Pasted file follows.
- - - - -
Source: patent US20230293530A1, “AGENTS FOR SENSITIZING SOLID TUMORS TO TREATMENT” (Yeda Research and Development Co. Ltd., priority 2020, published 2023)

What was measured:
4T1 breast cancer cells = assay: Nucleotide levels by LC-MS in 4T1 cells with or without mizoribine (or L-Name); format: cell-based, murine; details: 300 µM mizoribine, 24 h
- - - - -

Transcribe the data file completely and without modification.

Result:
Source: patent US20230293530A1, “AGENTS FOR SENSITIZING SOLID TUMORS TO TREATMENT” (Yeda Research and Development Co. Ltd., priority 2020, published 2023)

What was measured:
4T1 breast cancer cells = assay: Nucleotide levels by LC-MS in 4T1 cells with or without mizoribine (or L-Name); format: cell-based, murine; details: 300 µM mizoribine, 24 h